The History of Blackwood – Street names – ‘Decker Street’
Compiled by Margot Hitchcock, Historian for the Blackwood & District Historical Society. July 2018 ©
Decker Street runs off the Simmons Reef Road – the 2nd street on the left.
Alexander Decker was listed in the Post Office directories of 1868-1869 for Mount Blackwood, as a Storekeeper. He is also listed in the 1870, 1884/85, and 1888/89 directories. A photo of the General Store in Martin Street opposite the Blackwood Hotel shows the name Alex Decker on a board out the front of the building.
Photo of Martin Street Blackwood with Blackwood Hotel on right and opposite is the General Store with the name of Alex Decker in front of roof. Courtesy Barry Thurgood. ©
According to contact with some relatives of Alex Decker, he was a Loyalist and granted land in Nova Scotia, in North British America after the American War of Independence – mercenaries in 1780’s. The family were descendant from the German Deckers, and he came by the United States and arrived in Australia from Nova Scotia age 21 yrs in 1844.
Alex Decker and the family owned several properties in Blackwood at one time. Other family information was Alex Decker was a butcher and storekeeper. Alex Decker also lived at Castlemaine. Alexander Decker’s father was Joseph Decker, and his mother was Henrietta Meirs.
The first wife of Alex Decker was Rose Macken – married prior to 1852 and had 5 children. Rose Decker (nee Macken) died 1862 age 31 yrs with parent’s names unknown. Rose was born in Armadale in 1831. (Digger records)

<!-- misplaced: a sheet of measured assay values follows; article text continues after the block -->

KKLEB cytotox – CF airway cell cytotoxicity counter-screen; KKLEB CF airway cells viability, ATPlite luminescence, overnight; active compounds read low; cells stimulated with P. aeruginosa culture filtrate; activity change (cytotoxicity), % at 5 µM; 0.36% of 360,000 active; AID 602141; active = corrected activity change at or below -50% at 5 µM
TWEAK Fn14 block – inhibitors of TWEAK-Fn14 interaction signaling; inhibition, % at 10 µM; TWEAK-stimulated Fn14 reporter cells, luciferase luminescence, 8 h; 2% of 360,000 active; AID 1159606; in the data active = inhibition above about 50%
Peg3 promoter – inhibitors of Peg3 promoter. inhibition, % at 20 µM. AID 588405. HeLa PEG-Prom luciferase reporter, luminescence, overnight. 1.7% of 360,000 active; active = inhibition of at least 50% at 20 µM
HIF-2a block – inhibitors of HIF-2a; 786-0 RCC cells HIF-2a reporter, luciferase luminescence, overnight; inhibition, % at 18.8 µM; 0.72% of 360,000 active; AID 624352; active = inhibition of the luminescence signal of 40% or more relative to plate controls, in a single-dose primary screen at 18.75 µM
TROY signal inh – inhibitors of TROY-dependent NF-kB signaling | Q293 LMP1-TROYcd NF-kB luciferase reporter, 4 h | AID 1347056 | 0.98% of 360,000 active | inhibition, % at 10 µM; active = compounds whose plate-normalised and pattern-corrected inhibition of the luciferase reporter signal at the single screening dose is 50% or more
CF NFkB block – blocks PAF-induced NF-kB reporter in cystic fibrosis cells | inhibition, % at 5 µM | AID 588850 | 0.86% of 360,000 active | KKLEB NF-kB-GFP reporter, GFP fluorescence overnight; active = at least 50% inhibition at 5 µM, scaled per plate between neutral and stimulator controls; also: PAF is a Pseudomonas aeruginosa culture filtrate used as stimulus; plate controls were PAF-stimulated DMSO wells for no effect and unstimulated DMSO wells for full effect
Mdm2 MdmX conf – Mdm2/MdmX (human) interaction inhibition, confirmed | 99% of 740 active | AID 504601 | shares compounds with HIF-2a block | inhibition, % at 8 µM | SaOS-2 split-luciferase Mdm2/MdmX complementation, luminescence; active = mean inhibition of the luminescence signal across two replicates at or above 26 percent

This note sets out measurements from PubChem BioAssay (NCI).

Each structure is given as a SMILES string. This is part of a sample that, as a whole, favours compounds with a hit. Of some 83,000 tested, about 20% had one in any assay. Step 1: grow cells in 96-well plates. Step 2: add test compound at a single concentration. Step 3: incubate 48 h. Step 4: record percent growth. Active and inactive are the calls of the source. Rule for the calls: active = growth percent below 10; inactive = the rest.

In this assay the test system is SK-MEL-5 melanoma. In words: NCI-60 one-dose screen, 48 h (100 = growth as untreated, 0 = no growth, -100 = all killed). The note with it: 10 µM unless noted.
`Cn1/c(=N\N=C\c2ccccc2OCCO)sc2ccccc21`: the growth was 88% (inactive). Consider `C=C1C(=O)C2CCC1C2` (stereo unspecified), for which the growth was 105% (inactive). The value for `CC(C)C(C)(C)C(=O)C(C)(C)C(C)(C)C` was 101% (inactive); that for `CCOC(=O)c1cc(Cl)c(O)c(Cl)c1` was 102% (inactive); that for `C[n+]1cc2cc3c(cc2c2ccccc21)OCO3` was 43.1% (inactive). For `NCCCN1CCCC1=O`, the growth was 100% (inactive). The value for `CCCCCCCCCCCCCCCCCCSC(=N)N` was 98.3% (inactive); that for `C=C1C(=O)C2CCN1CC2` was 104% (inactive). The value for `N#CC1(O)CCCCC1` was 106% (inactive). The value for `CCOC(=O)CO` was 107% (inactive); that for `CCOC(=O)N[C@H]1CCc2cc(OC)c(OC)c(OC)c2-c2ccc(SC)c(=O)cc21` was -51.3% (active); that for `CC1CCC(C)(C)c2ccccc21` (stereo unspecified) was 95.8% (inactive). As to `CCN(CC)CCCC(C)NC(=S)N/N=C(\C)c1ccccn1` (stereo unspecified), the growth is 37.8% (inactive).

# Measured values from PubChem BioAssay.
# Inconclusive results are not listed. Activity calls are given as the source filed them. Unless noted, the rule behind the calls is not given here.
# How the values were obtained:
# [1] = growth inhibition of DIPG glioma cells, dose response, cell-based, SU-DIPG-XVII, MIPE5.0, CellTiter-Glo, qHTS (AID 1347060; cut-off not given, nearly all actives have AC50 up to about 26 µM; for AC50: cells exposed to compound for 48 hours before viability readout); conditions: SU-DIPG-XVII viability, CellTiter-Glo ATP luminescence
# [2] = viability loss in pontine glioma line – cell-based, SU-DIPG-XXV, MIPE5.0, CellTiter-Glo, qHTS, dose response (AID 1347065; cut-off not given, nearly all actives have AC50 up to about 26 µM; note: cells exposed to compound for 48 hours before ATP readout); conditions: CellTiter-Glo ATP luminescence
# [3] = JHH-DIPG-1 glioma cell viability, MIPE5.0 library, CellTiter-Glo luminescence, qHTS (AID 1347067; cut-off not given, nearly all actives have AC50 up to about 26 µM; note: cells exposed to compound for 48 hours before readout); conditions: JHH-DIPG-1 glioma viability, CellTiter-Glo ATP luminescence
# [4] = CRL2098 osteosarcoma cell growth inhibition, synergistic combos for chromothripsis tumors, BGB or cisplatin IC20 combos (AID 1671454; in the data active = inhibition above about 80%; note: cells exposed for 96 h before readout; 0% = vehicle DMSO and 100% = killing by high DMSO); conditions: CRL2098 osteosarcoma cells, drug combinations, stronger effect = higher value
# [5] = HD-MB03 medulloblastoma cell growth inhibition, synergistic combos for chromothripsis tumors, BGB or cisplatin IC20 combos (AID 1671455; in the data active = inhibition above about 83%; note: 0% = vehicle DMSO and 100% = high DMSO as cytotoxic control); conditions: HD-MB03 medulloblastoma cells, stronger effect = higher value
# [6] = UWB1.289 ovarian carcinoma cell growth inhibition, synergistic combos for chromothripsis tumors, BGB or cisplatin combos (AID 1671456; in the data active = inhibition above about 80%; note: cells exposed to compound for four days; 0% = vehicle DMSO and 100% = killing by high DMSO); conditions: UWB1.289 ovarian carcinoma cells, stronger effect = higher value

Alex Decker married a second time to Caroline Sargent/Sargeant on 22nd June 1865 and most of his children had Sargent as a 2nd name – being his wife’s maiden name. Alex and Caroline Sargent/Sargeant had 12 children born at Blackwood. With Alex Decker’s first 5 children to Rose Macken/Mackin and then 12 children to Caroline Sargent/Sargeant this made a total of 17 children born to Alex Decker..!! He must have had to keep adding bedrooms onto his house..!! There was a Frederick Sargent listed as having died at Red Hill in Blackwood in 1866. His tombstone in the Blackwood cemetery reads ‘Frederick Sargent of Berkshire, England died July 31 1866, age 63 years.’ According to a descendant, Frederick Sargent was a storekeeper of Red Hill, Blackwood. He left six surviving children, Caroline (who married Alex Decker), Frederick James, William, Margaret, Valentine and Edward Hollyer.
The Digger records list Frederick Sargent as born in London in 1803 with father Frederick Sargent and mother Elizabeth Hollyer. Also a Mrs Sargent living in Blackwood in the Post Office Directories in 1868/69 /1870.
Alex Decker was a butcher in Blackwood then a butcher in Malvern, and their house was named Laradoc, which was the original name of the Lerderderg River. He is listed on 26th March 1898 as living in Malvern and later St Kilda – a colonist for 54 years. Alex Decker had a gold mine at Blackwood – a record shows the Art Union mine with the Manager as Alex Decker with a lease at Union Reef.
Alexander Decker died at Malvern in 1898 age 75 yrs with father listed as Joseph Decker and mother Henrietta Meirs. This made Alex Decker born in 1823. Alex Decker’s wife, Caroline Decker died on the 6th January 1919. There is a Decker listed as buried in the Blackwood cemetery in R.C. section M – 49 but no name or details, and no headstone. There are 3 Decker children listed as having died at Blackwood between 1868 – 1875.